In the 1990s, the first user-friendly, graphical web-browser ("Mosaic) was released by developer Marc Andreessen from the National Center for Supercomputing Applications at the University of Illinois. ("Mosaic) was then replaced with the Mosaic Navigator, which later became the Netscape Navigator.
These "navigators" - which we now refer to as web "browsers" - made the web accessible to every one; not just those who knew how to use a command-line.
Sun Microsystems, bought by released [Java] in 1995. Java borrowed syntax from C/C++ languages, but had a key a difference: Java was a compiled language that could be run on any operating system as long as the Java Virtual Machine was installed on the system. This embraced the idea of "WORA" or "write once, run anywhere". By re-designing the code base to be run through a virtual machine, Developers could develop a single code base, speeding development and reducing bugs.
Java "applets" were introduced to build on this idea, but in the context of the internet. A Java applet was simply a Java application embedded in an HTML web page. While simple, this enabled Java developers to not only deploy desktop applications, but also web applications using the same robust, high-level programming language they were used to. Now Java applications could be delivered to any operating system over the internet and be run on most computers, as long as the Java virtual machine was installed on the client system.
Undeniably useful; Applets had a critical flaw - Java applets were in-effect isolated from the DOM (Document Object Model). This separation meant that Java applets could not "see" (be aware of) or mutate (modify) the DOM. Java applets, just like all other Java code had to be compiled through a virtual machine before it could be run on the client system, and the Virtual machine couldn't parse the DOM, just the Java applet - in-effect isolating the applet from the web page.
To make more dynamic applications that didn't have the limitations imposed by the compilation process and virtual machine required to run Java applets, Netscape contracted Brendan Eich to build a brand-new "scripting" language that would enable developers to add interactivity and functionality to HTML documents, animate HTML content, perform conditional validations, and lay the foundation for a more dynamic and more comprehensive (i.e. "more desktop like") browser experience.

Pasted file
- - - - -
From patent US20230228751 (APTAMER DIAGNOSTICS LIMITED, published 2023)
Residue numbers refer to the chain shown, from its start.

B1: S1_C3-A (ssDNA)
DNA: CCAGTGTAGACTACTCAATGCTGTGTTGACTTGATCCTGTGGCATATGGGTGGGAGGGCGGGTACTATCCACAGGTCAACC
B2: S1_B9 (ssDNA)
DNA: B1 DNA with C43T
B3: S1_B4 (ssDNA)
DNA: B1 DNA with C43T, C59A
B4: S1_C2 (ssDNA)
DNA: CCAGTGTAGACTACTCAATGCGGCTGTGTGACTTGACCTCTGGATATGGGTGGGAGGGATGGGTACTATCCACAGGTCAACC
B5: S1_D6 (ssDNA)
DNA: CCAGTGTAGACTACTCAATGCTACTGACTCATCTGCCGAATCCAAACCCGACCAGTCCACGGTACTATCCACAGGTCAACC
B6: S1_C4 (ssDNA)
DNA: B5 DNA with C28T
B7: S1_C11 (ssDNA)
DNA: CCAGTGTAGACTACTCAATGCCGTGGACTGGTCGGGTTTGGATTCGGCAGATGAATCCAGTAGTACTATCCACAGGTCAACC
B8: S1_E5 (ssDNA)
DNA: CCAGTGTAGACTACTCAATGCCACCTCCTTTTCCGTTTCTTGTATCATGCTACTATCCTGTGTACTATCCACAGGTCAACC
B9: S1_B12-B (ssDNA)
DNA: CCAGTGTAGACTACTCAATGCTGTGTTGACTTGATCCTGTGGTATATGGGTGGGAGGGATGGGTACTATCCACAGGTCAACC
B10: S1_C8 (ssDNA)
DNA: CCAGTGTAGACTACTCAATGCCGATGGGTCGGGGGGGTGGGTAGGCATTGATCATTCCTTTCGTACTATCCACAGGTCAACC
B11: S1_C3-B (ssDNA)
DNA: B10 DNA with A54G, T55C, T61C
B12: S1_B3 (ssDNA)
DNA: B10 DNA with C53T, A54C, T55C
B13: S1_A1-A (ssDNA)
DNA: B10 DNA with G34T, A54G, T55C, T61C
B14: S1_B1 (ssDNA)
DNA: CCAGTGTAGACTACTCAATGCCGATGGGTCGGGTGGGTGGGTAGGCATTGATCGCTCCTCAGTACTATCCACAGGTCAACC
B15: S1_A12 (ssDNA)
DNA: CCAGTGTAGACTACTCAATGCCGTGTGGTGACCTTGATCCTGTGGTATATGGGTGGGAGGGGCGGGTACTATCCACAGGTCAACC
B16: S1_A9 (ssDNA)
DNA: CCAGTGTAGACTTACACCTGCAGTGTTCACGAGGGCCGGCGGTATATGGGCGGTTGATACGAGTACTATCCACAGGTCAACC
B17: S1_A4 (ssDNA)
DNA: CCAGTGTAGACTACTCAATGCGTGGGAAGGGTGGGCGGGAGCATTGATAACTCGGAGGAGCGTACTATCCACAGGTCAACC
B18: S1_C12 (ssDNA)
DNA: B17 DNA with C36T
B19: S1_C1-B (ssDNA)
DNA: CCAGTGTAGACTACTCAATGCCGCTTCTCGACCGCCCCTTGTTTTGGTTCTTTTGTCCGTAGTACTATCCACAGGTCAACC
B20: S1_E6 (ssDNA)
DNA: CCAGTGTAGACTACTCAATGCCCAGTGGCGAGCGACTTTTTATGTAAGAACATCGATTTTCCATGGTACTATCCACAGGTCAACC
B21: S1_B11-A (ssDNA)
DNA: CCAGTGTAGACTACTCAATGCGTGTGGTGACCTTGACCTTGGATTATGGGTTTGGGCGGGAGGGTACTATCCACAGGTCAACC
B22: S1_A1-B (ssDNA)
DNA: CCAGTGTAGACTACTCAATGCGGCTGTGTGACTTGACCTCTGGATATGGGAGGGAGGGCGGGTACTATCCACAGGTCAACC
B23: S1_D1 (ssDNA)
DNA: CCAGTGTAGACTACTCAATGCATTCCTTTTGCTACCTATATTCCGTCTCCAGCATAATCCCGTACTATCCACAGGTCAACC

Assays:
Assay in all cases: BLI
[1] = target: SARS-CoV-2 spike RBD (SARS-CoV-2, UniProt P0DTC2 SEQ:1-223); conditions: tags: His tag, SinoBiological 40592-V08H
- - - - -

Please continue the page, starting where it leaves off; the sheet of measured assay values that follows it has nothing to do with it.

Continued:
Netscape required Eich create this new "scripting" language with a couple of requirements:
- Eich's new language needed to combine great amounts of functionality into minimal and simple code
- The language should use a syntax that was familiar and approachable to existing developers by resembling Java
To make the language, do a lot with little work; Eich sought to employ functional programming schemes that made it quick, and simple to write procedures that would could process and/or generate data, as well as respond to input with very few lines of code.
While it can be debated which programming paradigm is "best", Eich sought to combine the the the ability to encapsulate functionality and data within the OOP structure of "objects" and "classes", but remove the rigid structure and more elaborate setup common with traditionally OOP languages like Java.
Microsoft's strategy proved to be successful, but Microsoft didn't just want to compete in this new market, Microsoft hoped to dominate it. In an effort to accomplish this goal, Microsoft developed a web-language of its own CSS or "cascading stylesheets". With CSS, developers could make their web pages not only interactive, but also beautiful.
It wasn't long before Internet Explorer became the default browser used by most people. Microsoft's strategy had worked. Netscape responded by launching anti-trust lawsuits against against Microsoft, and even defacing the "e" logo statue outside Microsoft's office. Despite Netscape's effort's agains the software giant, by 1999 - Internet Explorer controlled 99% of the market.
Netscape was fighting a losing battle, and rapidly losing market share. While the company may not survive, their mission to advance web development remained vital to the company's leaders.
Continuing on its' mission to keep the web open and accessible; Mozilla developed and released it's own open-source web-browser - "Firefox". As competitors continued to enter the market introducing their own browsers (Opera, Safari, FireFox, etc.), Internet explorer slowly started to lose its domination of the market. Despite competitors, Internet Explorer continued to be the dominant browser with market share only falling to 50% by 2010.